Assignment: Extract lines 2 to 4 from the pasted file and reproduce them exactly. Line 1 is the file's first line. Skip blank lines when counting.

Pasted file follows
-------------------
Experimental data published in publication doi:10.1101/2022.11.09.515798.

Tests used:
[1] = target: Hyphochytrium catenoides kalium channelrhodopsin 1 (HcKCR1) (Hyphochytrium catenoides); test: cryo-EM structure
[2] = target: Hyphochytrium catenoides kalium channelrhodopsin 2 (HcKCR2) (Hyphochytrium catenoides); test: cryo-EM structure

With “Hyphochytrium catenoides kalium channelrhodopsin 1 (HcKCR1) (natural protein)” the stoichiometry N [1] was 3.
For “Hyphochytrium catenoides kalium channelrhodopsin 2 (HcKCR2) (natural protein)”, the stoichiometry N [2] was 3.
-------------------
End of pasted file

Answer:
Tests used:
[1] = target: Hyphochytrium catenoides kalium channelrhodopsin 1 (HcKCR1) (Hyphochytrium catenoides); test: cryo-EM structure
[2] = target: Hyphochytrium catenoides kalium channelrhodopsin 2 (HcKCR2) (Hyphochytrium catenoides); test: cryo-EM structure